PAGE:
I'm wondering if floating holidays can be or are paid out to the employee when the company lays them off.

I had a previous job where I had unused floating holidays. The company laid me off before I was able to use them. I didn't think to ask about being compensated for the unused floaters but my old co-worker advised me that I could have asked. Is it true I could have asked for/demanded compensation?

  • How can I find this information?
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    You can always ask, but it's a matter of company policy, not a global rule. My employer doesn't pay these out (so we always always use the floaters first), but a past employer did for a layoff (not if you quit). Check with HR. Jan 15, 2013 at 22:29
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    Your question as asked has been closed as "too localized" because the right answer could only come from someone who knows your company. However, members here might be able to give you advice on how to reformulate your question if you'd like to know how best to ask or something more answerable.
    – Nicole
    Jan 16, 2013 at 3:37
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    @JeffO: Vacation days are compensation earned at a given rate (x hours of per y hours worked). Just as you don't get paid for Christmas Day holiday if you quit in August, a floating holiday isn't really creditable until you take the day off.
    – Blrfl
    Jan 16, 2013 at 13:47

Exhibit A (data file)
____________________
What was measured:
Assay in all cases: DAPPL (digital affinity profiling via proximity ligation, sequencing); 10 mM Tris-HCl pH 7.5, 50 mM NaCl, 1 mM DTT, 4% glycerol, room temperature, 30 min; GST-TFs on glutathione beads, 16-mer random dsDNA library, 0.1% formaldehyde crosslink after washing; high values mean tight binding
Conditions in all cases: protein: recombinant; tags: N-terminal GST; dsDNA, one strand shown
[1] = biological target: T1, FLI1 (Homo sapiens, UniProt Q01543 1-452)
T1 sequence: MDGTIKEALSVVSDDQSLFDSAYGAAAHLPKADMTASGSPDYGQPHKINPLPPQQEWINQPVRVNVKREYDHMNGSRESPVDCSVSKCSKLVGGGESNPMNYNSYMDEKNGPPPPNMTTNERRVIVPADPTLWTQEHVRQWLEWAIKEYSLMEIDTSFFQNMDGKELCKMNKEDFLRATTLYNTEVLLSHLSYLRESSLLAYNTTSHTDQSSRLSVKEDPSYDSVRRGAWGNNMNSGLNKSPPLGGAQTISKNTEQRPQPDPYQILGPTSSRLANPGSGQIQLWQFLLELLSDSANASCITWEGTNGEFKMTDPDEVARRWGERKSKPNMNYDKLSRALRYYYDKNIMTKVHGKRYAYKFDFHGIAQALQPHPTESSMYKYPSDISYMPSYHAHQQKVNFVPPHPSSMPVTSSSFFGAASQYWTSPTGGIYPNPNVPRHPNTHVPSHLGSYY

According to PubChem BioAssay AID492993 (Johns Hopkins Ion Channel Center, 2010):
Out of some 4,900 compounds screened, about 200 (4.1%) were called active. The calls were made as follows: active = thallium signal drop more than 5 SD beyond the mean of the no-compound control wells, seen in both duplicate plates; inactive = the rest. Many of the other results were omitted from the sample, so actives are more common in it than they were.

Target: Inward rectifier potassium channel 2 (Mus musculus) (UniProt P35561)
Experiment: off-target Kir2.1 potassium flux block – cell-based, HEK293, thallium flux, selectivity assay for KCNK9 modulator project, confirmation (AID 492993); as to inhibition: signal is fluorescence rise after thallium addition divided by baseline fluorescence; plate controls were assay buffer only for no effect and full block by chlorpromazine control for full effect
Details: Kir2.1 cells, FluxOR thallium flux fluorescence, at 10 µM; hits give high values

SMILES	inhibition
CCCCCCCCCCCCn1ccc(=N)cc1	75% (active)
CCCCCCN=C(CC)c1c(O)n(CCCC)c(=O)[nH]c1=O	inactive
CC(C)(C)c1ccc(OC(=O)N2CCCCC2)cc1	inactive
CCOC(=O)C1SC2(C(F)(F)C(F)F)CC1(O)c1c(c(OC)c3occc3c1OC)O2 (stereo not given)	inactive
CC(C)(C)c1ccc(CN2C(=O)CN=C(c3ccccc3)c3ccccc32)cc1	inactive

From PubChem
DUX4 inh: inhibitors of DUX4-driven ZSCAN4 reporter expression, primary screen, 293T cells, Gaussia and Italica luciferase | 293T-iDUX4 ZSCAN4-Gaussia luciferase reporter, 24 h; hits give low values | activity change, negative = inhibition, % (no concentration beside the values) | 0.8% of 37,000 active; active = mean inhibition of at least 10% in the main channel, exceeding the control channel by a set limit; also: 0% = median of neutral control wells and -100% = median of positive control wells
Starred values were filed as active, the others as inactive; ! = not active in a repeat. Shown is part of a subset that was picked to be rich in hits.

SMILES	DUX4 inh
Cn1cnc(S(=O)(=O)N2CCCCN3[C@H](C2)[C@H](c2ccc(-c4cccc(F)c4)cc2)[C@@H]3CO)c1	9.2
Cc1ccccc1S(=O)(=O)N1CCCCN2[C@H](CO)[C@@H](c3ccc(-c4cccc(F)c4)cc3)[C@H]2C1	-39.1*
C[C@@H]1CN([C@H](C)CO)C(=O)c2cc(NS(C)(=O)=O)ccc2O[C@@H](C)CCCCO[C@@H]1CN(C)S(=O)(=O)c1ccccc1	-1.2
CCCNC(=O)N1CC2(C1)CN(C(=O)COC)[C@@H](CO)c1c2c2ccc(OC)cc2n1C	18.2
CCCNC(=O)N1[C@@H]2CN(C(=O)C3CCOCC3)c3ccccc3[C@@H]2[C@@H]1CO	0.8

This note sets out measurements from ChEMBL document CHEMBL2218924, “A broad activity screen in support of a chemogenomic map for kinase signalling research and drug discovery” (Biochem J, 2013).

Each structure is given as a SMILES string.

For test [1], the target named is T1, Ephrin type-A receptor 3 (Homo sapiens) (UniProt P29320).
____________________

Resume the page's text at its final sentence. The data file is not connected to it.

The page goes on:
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    Although the exact answer may be too-localized, the question itself is not too localized, and neither is the more broadly applicable answer that applies to all situations like this. I am voting to reopen this question.
    – Rachel
    Jan 16, 2013 at 16:56
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    I edited this question to be more appropriate for the StackExchange network. @SL, if this changes your intent too much let me know. The specific question is being discussed on the meta site here to ensure the format matches what The Workplace is looking for with questions.
    – enderland
    Jan 16, 2013 at 17:45

3 Answers 3


I had a previous job where I had unused floating holidays. The company laid me off before I was able to use them. I didn't think to ask about being compensated for the unused floaters but my old co-worker advised me that I could have asked. Is it true I could have asked for/demanded compensation?

Nearly every company will have a specific policy when it comes to unused holiday time when an employee is no longer working for the company. Some of these will be different depending on how vacation is accrued, what type of vacation/holiday it is, or terms of the employee leaving (quitting vs being laid off, etc).

For larger companies there is probably decent documentation on this subject written into a benefits document. For smaller companies it might be more nebulous.

If you are asking for a comprehensive "all encompassing" answer to this question you are not going to find it.

You can always ask about this sort of thing. You really don't have a whole lot to lose, either (unless you ask in a rude/unprofessional fashion) as it's not a significant amount of your time to ask.